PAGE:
i dont want to do this, but this unpredictable disease makes me think this way, but then again life is unpredictable so who am i kidding. thank you very much for your post and stay positive thats what we all need. take care Erskine.:) :) :)
 

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Discussion Starter #10
Thanks

I read all of those replies and then felt guilty for not going to work out. So I dragged myself to the gym. Gotta stay strong.
 

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Glad this was bumped up because I really needed to read something like this right now...... I'm a male who is at an all time low .
Just thanks for now....
 

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Hi Erksine
Wow is what i was thinking when i read your post.I am so sorry you have been through h--l with your lupus but sure glad you have such a wonderful attitude about the lupus at the same time(((hugs))).I cannot imagine what it would be like to be trying to get a diagnosis of something like this the lupus.I do find myself having a fight of lately myself with this silly disease :mad: .I am a woman of course as you probably figured out lol but one that was pretty strong for a girl :p and used to work as a janitor full time before the lupus got to bad and could not physically do it anymore and i do struggle with that every day not able to help my hubby out with finances but i do not let it stop me to much when it comes to getting out and doing things and helping others if i can.I am so glad to read something like your post as it does help me to keep going.Thank you so much for such a wonderful post really and inspiring also.

Tammy:) :)
 

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Erskine, fighting ignorant doctors is the worst thing that is. I am still fighting with some of them actuallu laughing at me because I also have a "women's" disease, Sjogrens.
I think I might have some more aswell because of all my pains everyday, but I guess it will take many years until they figure it all out.

Some times I get so angry I just want to wait in the parking lot with a baseball bat after office hours... ;)
 

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Hi and you have an interesting look on things from a guy side of it. I came in here to see if males have similar problems to females. You are right about taking things as you can rather that be day by day or minute by minute. All anyone can ask is that you do your best with what you have. I figure that it is harder the fatigue for men I mean than for women as most see men at stronge providers. I wish there was something I could say that would help you to feel better. I hope you will join us in the chat room sometime and share with us women the man side of the disease. I am sure we will find that we are more alike than most think lol.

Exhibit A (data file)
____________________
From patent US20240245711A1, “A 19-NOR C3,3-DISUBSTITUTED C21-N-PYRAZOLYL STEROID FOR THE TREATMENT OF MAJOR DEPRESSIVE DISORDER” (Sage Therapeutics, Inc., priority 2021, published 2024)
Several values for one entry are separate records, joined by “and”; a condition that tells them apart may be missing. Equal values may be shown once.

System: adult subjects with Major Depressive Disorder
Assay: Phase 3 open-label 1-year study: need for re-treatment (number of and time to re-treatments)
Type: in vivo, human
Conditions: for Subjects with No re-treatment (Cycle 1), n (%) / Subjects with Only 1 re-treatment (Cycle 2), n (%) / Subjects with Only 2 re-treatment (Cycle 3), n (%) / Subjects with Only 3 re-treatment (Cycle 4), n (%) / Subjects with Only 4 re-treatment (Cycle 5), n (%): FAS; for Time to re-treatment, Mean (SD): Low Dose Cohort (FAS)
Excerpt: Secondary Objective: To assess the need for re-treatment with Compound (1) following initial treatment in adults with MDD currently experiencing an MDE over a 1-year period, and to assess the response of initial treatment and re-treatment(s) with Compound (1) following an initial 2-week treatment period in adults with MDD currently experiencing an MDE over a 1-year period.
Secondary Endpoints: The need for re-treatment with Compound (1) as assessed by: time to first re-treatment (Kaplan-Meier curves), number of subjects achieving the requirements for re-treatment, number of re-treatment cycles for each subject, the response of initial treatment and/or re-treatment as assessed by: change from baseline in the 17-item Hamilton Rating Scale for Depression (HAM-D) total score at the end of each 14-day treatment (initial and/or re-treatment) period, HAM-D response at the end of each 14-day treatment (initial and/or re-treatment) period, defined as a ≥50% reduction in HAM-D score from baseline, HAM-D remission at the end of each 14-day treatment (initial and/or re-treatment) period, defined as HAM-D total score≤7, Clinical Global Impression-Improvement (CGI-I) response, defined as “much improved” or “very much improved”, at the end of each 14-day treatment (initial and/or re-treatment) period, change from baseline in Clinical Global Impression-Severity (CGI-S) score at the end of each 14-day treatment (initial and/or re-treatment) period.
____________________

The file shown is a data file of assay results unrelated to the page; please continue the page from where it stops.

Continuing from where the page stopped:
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Hi Erskine,

Great Post! I'm a newly diagnosed (Feb 08') Lupie Guy and I too fought with Dr.'s who thought I was just wanting some pain meds and went without a diagnosis for about 6-7 yrs. Being 29 with Lupus it's scary reading some of the stories of some of the "older" diagnosed patients. I don't want to worry about what will happen later down the road, but sometimes you can't help it.
I appreciate your positive attitude. I posted the other day stating I have decided to take control and stay positive, and I got a lot of feeback about the positive attitude mostly good, but some seemed a little aggravated that I was able to keep positive. My Dr. (who is great!) swears that your attitude toward your sickness is more than 1/2 the battle. I too have some really bad days, I actually found this site while laying on the couch last week with a flare up......swollen knees, ankles, hands, lingering fever, etc.

Anyhow, I hate to see you struggle as do some of the others who dealt with misdiagnosis for much longer than I, but keep positive. And you are right....... live life each day like it's you last and things go really good. Even the bad days don't seem too bad, with a good attitude. Me and my wife are expecting our first child next month so I have determined my sickness is going to take the back burner and my main focus is going to be our new son! :)

Keep being positive and thanks for the encouragement! It helps me realize that even though this disease may get worse, I can still stay just as positive as I am now!
GaLupie Dan
 

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Hi Folks

I just wanted to point out (in case anyone missed it) that this post dates back to November 2007. :)

Cheers
Joan
 

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Discussion Starter #17
Just checking in...

Hi all,

I haven't had a lot of time to post here lately. I've been feeling much better, so I've been spending time catching up on all the stuff I let fall apart so I could focus on my health. If anyone has any questions or comments for me, I'll be glad to respond here or via a private chat. I'll post an update on UVA1 in that thread.